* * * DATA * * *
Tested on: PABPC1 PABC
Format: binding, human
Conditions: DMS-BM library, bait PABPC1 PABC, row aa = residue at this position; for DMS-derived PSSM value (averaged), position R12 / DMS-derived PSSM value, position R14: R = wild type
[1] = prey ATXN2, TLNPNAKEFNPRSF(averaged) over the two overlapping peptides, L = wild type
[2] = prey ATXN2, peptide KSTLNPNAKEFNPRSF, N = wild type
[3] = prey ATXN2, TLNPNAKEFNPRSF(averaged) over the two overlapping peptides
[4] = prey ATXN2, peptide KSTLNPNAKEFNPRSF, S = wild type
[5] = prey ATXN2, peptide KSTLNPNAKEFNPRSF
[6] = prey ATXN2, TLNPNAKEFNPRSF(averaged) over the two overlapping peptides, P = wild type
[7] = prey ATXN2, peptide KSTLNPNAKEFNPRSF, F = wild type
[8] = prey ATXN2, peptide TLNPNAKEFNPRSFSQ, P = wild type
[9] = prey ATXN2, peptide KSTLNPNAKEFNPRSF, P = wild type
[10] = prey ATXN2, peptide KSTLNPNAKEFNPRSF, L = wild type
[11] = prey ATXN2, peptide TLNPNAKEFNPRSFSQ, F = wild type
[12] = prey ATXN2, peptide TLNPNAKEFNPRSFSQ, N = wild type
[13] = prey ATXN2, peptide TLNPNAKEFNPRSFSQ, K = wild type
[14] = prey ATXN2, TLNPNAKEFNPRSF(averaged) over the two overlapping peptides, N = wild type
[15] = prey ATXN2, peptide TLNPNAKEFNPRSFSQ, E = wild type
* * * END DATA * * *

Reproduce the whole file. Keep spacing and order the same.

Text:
Tested on: PABPC1 PABC
Format: binding, human
Conditions: DMS-BM library, bait PABPC1 PABC, row aa = residue at this position; for DMS-derived PSSM value (averaged), position R12 / DMS-derived PSSM value, position R14: R = wild type
[1] = prey ATXN2, TLNPNAKEFNPRSF(averaged) over the two overlapping peptides, L = wild type
[2] = prey ATXN2, peptide KSTLNPNAKEFNPRSF, N = wild type
[3] = prey ATXN2, TLNPNAKEFNPRSF(averaged) over the two overlapping peptides
[4] = prey ATXN2, peptide KSTLNPNAKEFNPRSF, S = wild type
[5] = prey ATXN2, peptide KSTLNPNAKEFNPRSF
[6] = prey ATXN2, TLNPNAKEFNPRSF(averaged) over the two overlapping peptides, P = wild type
[7] = prey ATXN2, peptide KSTLNPNAKEFNPRSF, F = wild type
[8] = prey ATXN2, peptide TLNPNAKEFNPRSFSQ, P = wild type
[9] = prey ATXN2, peptide KSTLNPNAKEFNPRSF, P = wild type
[10] = prey ATXN2, peptide KSTLNPNAKEFNPRSF, L = wild type
[11] = prey ATXN2, peptide TLNPNAKEFNPRSFSQ, F = wild type
[12] = prey ATXN2, peptide TLNPNAKEFNPRSFSQ, N = wild type
[13] = prey ATXN2, peptide TLNPNAKEFNPRSFSQ, K = wild type
[14] = prey ATXN2, TLNPNAKEFNPRSF(averaged) over the two overlapping peptides, N = wild type
[15] = prey ATXN2, peptide TLNPNAKEFNPRSFSQ, E = wild type